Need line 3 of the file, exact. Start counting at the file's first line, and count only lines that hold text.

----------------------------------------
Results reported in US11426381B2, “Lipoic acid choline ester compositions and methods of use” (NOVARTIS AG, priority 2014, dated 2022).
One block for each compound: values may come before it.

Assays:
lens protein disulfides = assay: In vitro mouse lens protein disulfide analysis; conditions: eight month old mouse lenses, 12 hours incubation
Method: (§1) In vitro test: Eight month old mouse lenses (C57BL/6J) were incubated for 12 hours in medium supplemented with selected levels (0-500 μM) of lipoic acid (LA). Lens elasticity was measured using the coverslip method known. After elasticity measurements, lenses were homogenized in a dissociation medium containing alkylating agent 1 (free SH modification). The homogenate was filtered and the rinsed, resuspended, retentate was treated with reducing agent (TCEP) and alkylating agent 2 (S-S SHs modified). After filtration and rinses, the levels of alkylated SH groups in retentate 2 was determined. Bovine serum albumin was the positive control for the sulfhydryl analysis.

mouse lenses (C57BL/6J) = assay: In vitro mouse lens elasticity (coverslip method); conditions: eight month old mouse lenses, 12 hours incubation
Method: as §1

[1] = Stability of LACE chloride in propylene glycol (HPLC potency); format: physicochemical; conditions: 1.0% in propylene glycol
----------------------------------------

Assays: